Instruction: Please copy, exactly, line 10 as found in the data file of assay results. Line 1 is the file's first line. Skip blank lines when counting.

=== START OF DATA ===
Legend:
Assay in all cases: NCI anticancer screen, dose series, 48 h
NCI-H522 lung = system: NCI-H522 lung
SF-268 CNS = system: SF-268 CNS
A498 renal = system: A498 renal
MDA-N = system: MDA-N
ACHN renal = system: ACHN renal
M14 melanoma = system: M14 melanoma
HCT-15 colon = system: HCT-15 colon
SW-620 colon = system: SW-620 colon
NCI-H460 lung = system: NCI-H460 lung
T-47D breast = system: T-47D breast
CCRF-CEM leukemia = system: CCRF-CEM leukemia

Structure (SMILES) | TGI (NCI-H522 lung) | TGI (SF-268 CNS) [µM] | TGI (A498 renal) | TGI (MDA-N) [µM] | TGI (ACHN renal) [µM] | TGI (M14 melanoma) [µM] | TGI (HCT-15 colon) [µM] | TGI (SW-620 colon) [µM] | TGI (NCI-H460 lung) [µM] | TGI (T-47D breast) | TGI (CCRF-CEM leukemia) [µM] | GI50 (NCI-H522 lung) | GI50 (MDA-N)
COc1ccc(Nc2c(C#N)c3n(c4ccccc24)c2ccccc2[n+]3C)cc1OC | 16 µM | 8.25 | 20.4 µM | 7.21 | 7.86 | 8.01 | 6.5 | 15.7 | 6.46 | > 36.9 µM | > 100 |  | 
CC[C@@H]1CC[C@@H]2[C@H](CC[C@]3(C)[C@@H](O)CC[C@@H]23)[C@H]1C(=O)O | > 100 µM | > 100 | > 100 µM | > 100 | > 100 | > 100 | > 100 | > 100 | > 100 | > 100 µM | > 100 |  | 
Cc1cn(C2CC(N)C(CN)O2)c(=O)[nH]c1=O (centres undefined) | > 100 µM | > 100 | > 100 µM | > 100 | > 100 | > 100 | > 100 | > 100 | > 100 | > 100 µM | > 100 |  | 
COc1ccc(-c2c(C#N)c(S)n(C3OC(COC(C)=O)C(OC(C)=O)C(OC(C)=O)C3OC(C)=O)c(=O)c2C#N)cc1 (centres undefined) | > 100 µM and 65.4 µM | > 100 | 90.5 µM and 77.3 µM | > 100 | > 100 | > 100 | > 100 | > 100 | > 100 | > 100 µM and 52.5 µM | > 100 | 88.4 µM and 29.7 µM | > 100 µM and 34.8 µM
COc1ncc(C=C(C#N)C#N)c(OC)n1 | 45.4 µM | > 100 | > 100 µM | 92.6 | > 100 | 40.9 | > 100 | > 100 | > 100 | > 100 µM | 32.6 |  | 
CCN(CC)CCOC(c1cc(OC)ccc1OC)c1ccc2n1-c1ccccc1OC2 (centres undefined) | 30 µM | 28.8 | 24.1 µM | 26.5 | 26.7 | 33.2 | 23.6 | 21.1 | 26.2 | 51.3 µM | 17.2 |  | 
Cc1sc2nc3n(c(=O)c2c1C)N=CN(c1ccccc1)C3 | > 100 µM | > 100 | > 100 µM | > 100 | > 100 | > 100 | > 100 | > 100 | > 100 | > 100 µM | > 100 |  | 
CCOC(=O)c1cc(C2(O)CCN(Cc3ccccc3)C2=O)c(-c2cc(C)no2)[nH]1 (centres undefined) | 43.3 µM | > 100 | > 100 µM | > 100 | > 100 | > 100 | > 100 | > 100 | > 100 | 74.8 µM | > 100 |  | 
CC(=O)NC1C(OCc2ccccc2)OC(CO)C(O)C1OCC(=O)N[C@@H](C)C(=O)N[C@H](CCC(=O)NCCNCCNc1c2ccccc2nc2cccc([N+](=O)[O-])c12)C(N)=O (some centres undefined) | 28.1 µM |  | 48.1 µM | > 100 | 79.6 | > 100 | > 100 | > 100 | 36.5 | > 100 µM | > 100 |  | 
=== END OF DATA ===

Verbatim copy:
SW-620 colon = system: SW-620 colon